/ 14 July 2011

BlackBerry maker RIM to launch seven new smartphones

BlackBerry maker Research in Motion co-chief executive Jim Balsillie says the company plans to launch seven new smartphones running its next-generation operating system in coming months — but admitted to shareholders that the company faces challenges as it tries to hit that target.

Speaking at RIM’s annual meeting on Tuesday, Balsillie said that there had been delays in releasing the new OS, but that the new phones would enable RIM to stay on track to meet its financial guidance for the year.

Analysts have been doubtful that the company can meet its ambitious full-year guidance after a dip in profits in the last quarter, and RIM’s share price has fallen more than 50% this year, to its lowest point since August 2006, before Apple’s iPhone was launched. The company is presently valued at just $13.6-billion, compared to its August 2008 high of $75.2-billion.

Mike Lazaridis, who shares the title of co-CEO with Balsillie, said the delays were due to company’s efforts to get its smartphones to meet market expectations, adding that the technology in the new BlackBerry Bold jumps a generation. “It may have delayed us, but we are going to come out ahead,” Lazaridis said, adding that the delay would bolster RIM in the face of what he called an “arms race” brewing among its smartphone competitors.

RIM once dominated the corporate smartphone market but has been struggling to come up with a device to compete with Apple’s iPhone and smartphones running Google’s Android.

It has also had poor reviews for its PlayBook tablet, launched in April. So far it has not released any sales figures for the device. A very small proportion — about 1 000 — had to be recalled because of defective software. It has lost about one million users in the US according to figures from ComScore, although it announced last week that it had gained one million in the Europe, Middle East and Africa (EMEA) region in the past three weeks. The company’s results suggest that many of the gains have come through lowering prices.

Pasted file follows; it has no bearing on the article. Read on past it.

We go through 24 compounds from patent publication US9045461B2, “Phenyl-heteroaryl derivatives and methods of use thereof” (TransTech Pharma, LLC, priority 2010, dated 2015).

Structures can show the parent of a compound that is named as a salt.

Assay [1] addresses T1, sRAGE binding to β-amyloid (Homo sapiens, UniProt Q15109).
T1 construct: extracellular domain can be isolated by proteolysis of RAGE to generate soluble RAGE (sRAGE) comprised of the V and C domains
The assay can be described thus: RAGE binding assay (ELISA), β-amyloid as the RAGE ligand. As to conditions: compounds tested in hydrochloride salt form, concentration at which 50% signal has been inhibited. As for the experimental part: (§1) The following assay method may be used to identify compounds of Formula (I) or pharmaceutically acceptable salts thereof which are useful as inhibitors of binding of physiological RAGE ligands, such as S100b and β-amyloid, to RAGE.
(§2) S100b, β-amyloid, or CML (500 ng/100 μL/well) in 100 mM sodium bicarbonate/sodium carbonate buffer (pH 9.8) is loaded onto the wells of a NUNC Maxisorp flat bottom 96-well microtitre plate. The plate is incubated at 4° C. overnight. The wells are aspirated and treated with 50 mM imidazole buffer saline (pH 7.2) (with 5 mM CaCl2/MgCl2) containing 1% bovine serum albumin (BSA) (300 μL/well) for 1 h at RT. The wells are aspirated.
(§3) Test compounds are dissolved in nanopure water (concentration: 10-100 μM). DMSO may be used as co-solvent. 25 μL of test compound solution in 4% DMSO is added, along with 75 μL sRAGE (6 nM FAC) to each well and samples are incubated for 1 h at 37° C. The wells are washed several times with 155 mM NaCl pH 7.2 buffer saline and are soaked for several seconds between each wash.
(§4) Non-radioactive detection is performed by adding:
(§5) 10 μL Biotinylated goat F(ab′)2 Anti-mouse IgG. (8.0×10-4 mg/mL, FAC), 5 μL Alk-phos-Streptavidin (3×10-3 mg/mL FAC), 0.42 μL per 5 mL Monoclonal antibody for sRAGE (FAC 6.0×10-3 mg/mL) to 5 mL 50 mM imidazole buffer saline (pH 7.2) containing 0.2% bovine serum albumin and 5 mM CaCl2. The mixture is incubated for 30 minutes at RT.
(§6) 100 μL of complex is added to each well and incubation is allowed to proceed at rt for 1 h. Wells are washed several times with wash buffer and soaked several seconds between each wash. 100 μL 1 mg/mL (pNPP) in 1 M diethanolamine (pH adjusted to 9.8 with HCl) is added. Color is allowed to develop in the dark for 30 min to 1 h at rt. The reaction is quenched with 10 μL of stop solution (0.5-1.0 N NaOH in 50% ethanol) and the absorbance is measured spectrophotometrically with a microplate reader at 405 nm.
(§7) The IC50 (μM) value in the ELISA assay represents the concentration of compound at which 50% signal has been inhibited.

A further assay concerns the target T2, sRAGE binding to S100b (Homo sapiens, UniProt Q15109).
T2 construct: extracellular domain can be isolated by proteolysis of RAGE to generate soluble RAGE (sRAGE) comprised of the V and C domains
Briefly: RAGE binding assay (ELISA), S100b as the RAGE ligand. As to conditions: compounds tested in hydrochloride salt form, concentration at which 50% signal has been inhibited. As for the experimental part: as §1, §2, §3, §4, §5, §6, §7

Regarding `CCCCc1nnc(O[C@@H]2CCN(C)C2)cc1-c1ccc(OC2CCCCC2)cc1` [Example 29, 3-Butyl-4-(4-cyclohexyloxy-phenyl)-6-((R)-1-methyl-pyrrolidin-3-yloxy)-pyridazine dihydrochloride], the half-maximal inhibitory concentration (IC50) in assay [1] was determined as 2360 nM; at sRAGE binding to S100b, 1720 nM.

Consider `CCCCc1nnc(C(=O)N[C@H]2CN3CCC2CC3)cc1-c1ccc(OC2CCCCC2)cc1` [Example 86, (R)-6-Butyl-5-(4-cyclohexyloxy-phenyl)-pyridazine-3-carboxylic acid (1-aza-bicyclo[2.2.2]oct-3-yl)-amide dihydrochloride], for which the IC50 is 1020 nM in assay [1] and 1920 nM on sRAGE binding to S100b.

Shareholders indicated that they are anxious to see what’s next in the company’s device roster, with some criticising RIM’s lack of marketing efforts in the face of rivals such as Apple. One shareholder brought pictures of the RIM’s PlayBook tablet display at a Best Buy store that he said fell short of the rival offerings.

Repuation for security
Lazaridis said the company is continuing to build on RIM’s reputation for security when it comes to email and added that trials of the PlayBook were under way at more than 1 500 companies. “This includes multiple government agencies and groups from both the public and private sectors,” he said.

The management structure, in which Balsillie and Lazaridis share the titles of chairperson and chief executive, has also come under criticism, with some calling for an independent chairperson. RIM avoided a shareholder vote on a plan to split the roles of CEO and chairperson before the meeting when it reached a deal with Northwest & Ethical Investments to establish an independent committee to review the role of the chairperson.

Northern Securities analyst Sameet Kanade said setting up a committee just prolongs the need to split up the roles. “We don’t think it bodes well for the stock in the short to medium term,” Kanade said. “It looks nice on paper, but it doesn’t really solve the more pressing concerns of who is looking out for shareholder concerns on the board and who is looking out to make sure the CEO or the co-CEOs are taking the right and decisive actions.”

Kanade said he believes Lazaridis should be the CEO with Balsillie as the chief marketing officer or filling other roles. “Accountability would be more direct with one person running it. There’s no one looking out for the shareholders’ interests on the board.”

The fall-off in RIM’s share price has prompted takeover rumours, leading one shareholder to ask about a “poison pill” rights plan to block a hostile bid. Balsillie responded that a rights plan could be put in place in a “blink of an eye” if a hostile offer was made for the company. – guardian.co.uk